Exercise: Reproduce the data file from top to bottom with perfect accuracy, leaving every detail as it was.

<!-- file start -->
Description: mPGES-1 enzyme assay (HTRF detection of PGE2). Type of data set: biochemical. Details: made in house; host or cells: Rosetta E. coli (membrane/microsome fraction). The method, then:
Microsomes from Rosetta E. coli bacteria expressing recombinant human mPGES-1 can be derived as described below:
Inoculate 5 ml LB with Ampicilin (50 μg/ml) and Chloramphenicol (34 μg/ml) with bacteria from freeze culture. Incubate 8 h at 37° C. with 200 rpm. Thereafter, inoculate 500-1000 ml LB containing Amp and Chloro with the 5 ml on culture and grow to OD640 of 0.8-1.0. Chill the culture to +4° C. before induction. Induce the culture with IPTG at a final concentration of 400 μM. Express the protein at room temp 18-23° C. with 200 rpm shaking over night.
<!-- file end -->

Description: mPGES-1 enzyme assay (HTRF detection of PGE2). Type of data set: biochemical. Details: made in house; host or cells: Rosetta E. coli (membrane/microsome fraction). The method, then:
Microsomes from Rosetta E. coli bacteria expressing recombinant human mPGES-1 can be derived as described below:
Inoculate 5 ml LB with Ampicilin (50 μg/ml) and Chloramphenicol (34 μg/ml) with bacteria from freeze culture. Incubate 8 h at 37° C. with 200 rpm. Thereafter, inoculate 500-1000 ml LB containing Amp and Chloro with the 5 ml on culture and grow to OD640 of 0.8-1.0. Chill the culture to +4° C. before induction. Induce the culture with IPTG at a final concentration of 400 μM. Express the protein at room temp 18-23° C. with 200 rpm shaking over night.